The Rolling Stones' record label is downplaying the impact of illegal web downloads of their new album which was put on the web ahead of its release.
The Stones kicked off their world tour last month
Coldplay, Radiohead, Oasis and U2 are among the other stars who have fallen victim to internet pirates.
But with A Bigger Bang due out officially on Monday, EMI said it does not expect sales to be affected.
Rolling Stone fans can also already listen to all 16 tracks from the album on the group's official website.
The group kicked off a world tour in Boston last month. A Bigger Bang is their first new studio album in eight years.
"Low-quality" files of tracks from the album were found posted on the internet on 29 August, a spokeswoman for the group's label EMI confirmed.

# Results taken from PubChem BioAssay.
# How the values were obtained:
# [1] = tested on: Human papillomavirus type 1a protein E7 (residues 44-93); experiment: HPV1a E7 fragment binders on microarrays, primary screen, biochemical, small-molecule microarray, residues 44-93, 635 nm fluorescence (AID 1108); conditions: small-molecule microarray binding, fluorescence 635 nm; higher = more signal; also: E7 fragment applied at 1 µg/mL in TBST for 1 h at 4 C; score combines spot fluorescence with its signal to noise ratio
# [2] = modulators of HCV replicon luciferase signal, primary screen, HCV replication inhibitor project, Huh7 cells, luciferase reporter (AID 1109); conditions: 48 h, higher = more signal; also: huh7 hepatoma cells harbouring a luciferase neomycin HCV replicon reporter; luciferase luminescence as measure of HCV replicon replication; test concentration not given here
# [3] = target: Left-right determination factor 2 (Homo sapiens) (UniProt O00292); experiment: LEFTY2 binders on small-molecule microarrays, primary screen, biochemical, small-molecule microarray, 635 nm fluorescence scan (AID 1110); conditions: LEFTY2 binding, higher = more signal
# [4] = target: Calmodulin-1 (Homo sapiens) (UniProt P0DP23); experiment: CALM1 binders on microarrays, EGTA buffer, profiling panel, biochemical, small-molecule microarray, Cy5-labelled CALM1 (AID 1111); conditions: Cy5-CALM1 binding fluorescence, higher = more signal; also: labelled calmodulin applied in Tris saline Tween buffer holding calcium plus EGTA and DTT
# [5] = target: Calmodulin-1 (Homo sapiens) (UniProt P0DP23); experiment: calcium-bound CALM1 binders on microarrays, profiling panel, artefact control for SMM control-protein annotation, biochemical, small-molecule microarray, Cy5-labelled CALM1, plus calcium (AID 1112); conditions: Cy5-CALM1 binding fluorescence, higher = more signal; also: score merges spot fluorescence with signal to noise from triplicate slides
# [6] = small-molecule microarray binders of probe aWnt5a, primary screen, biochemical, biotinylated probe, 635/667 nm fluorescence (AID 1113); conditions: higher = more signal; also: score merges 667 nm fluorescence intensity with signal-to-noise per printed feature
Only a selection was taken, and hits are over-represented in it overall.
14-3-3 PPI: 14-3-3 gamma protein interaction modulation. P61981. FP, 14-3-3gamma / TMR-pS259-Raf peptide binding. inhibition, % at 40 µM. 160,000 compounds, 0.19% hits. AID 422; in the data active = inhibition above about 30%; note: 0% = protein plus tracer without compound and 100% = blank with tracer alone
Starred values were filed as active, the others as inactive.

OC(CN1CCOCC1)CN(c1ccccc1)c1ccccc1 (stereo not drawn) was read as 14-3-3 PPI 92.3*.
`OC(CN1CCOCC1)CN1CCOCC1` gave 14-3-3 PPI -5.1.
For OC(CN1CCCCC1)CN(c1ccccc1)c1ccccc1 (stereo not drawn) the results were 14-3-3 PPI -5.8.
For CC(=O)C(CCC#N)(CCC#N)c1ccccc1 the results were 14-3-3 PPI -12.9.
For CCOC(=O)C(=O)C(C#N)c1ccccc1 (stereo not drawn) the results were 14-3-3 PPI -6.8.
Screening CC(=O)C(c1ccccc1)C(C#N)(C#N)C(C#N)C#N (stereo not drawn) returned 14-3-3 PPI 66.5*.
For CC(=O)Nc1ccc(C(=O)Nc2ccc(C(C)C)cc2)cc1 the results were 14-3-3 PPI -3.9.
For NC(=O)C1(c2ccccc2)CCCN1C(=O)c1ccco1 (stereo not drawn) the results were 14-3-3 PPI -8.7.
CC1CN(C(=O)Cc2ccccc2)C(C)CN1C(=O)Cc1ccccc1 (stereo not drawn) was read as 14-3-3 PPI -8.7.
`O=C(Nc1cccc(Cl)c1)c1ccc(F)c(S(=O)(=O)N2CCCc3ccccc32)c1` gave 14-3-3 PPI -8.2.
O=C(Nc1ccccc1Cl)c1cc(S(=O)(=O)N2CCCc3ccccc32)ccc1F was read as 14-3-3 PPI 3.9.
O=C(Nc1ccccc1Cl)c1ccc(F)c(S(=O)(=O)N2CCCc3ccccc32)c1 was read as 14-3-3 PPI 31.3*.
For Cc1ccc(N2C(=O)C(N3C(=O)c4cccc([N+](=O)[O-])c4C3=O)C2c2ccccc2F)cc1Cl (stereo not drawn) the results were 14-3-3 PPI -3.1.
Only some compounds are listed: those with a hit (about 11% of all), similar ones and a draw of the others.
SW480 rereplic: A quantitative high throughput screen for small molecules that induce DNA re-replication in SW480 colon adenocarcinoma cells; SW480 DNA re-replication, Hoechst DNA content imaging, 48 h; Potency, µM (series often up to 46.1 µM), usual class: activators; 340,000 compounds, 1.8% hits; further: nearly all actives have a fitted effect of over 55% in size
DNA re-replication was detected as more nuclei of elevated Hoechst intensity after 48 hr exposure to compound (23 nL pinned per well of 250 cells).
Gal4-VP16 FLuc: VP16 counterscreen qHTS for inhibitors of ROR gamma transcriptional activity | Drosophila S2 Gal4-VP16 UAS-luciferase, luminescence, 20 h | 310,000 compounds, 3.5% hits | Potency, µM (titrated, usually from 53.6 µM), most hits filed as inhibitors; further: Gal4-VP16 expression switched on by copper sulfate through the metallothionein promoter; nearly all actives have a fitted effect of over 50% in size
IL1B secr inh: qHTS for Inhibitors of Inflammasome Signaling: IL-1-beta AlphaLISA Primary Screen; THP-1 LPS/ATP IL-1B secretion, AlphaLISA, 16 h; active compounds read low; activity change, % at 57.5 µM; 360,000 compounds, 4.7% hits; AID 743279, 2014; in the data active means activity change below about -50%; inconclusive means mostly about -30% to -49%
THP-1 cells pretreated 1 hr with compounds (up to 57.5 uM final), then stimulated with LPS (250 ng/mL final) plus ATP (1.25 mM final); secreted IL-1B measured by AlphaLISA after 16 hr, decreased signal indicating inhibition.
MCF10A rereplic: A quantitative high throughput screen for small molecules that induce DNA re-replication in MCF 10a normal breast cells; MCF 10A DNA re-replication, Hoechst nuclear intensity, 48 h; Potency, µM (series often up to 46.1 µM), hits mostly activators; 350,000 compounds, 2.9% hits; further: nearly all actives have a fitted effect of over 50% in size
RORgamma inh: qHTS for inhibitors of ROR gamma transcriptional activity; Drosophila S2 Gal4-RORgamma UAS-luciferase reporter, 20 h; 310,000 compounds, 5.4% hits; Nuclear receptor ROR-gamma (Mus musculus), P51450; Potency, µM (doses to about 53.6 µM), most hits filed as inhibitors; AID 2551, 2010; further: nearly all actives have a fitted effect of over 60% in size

"The material became available online after the songs were streamed on authorised websites and played on the radio," she said.
"It was a major achievement to keep this album secure so close up to the commercial release date."
The tracks posted on the internet are thought to be a mixture of recordings made from both the radio and websites, she added.
Falling CD sales have been blamed on piracy but the industry has been fighting back by prosecuting illegal downloaders and uploaders.